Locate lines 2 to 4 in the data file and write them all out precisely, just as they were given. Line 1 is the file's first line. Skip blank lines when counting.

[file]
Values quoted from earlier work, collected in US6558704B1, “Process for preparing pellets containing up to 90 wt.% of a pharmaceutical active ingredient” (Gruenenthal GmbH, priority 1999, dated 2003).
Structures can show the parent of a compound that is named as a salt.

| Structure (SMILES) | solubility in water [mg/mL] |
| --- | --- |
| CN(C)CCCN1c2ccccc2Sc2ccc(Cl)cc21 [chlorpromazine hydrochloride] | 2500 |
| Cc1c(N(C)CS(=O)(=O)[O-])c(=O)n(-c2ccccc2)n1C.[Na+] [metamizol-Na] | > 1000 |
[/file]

Structures can show the parent of a compound that is named as a salt.

| Structure (SMILES) | solubility in water [mg/mL] |
| --- | --- |